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No turning back?

The City argues that once a danger, always a danger

Cody Doege infront of the Tobin Hill house he would like to buy and renovate. The City has ordered its demolition.

 

“Once [a property is] in the system, there’s a procedure,” Beacon Hill Area Neighborhood Association President Cosima Colvin told the Current as part of this week’s installment in our ongoing Dangerous Structure Determination Board series. “It’s going to move along whether we want it to or not.”

It’s a lesson nearby Tobin Hill knows all too well. Community leaders in the turn-of-the-last-century enclave just north of downtown are rallying to save a house on East Myrtle first tagged for emergency demolition by the City in 2008. Owner Richard Brownlee discovered that the picturesque fixer-upper he had purchased had a date with the bulldozer when a City-hired crew scraped Chance Kinnison’s renovation project across the street. [See “Sound of the wrecking ball,” April 30, 2008.] He engaged an attorney, got a restraining order, and proceeded to fight the City’s determination. The lawsuit is still under way and the City has declined to settle or reconsider, despite a pair of ready buyers who’ve already demonstrated the ability and willingness to spend the cash and time these gorgeous money pits require by renovating the home next door.

“It’s almost like a pissing contest,” says Cody Doege, who along with partner Chad Walling is ready to close now on the house. Doege has called Assistant City Attorney Savita Rai, who oversees the City’s DSDB process, to see what can be done to resolve the suit. Rai sent him to Dangerous Premises Supervisor Danny Liguez, who as of press time hadn’t responded to Doege’s questions. “Quite frankly, I think it’s become very personal, as well.”

It’s certainly personal for Brownlee, who says the property has been devalued by 50 percent because of the demolition order hanging over it. The Myrtle demolitions helped to expose a rash of questionable emergency-demolition orders and prompted some reforms of the system, including closer involvement and oversight by the Office of Historic Preservation, but the City has left 323 E. Myrtle on the chopping block. “The arrogance of these people is beyond comprehension,” Brownlee says.

But in this case there may be an easy explanation for the City’s refusal to negotiate: the amicus brief COSA filed in a Dallas case currently before the Texas Supreme Court. In City of Dallas v. Heather Stewart, attorney Julius Staev argues that citizens have the right to bring a separate takings claim against the government, even when a reviewing court has affirmed the ruling of a dangerous-structures board. His opponents in the Big D insist that when the legislature amended the state’s dangerous-structures statute in 1993 to allow only limited review of the boards’ decisions, they meant to make that avenue of appeal final.

In the Fifth District Court of Appeals opinion that Dallas is challenging, Justice Joseph Morris wrote that the city’s nuisance process didn’t bar Stewart’s takings claim in part because the Constitutional exception that lets government take private property without compensation requires that her structure was “a nuisance on the day it was demolished.” [Emphasis the court’s.] Dallas and its likeminded friends say that if the ruling stands, aggrieved property owners could drag out dangerous-structures demolitions interminably, and municipalities would have to reexamine properties already declared nuisances once any appeals were finished, a burden too hard and expensive to bear. As part of their brief, San Antonio and Houston are arguing that once a property has been ruled a nuisance, the owner loses control of it and cannot make any improvements that could be used to subsequently challenge the board’s finding.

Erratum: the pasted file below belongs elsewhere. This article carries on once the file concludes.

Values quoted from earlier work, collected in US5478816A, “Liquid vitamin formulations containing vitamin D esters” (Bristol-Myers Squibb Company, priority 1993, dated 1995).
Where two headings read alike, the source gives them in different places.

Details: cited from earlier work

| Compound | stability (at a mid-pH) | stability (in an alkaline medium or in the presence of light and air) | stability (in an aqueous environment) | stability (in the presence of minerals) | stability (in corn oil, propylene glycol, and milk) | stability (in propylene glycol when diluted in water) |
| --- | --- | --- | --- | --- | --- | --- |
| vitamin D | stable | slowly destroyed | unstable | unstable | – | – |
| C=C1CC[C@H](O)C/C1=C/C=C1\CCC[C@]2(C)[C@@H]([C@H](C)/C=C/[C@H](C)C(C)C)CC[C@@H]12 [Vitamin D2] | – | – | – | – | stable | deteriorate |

“If the cities were to have their way,” Staev says, “it would literally change the landscape.”

Brownlee has made improvements to the foundation of the Myrtle house, among other repairs, and if the City were to settle with him, the theory goes, they would undermine their own argument.

Tobin Hill Community Association President Carolyn Kelley finds it “very disturbing” that the City would miss an opportunity to let capable homeowners save a structure. “My most immediate concern is that on East Myrtle Street, where you have a great deal of restoration of beautiful houses and buildings that were very blighted, very dilapidated, 323 sits right on the middle of that.” But Kelley, who is contemplating a run for the District 1 council seat being vacated by Mary Alice Cisneros next year, is also concerned by the implication of the argument that “once the City declares a structure ‘unsafe,’ the owner can’t make it safe. For historic districts, this is very alarming. This policy is not a good one.”

See Also

Training days : Condemning houses with a rough guesstimate 6/2/2010

No turning back? : The City argues that once a danger, always a danger 4/28/2010

East Side land mine : PART TWO IN A SERIES When the City creates its new land bank, it'll find plenty of capital in Denver Heights 4/28/2010

Kangaroo court : PART ONE IN A SERIES
Meet the City's new extra-Constitutional crime-fighting tool 4/21/2010

Sound of the wrecking ball : Preservation groups say emergency demolitions by the City are increasing 4/30/2008

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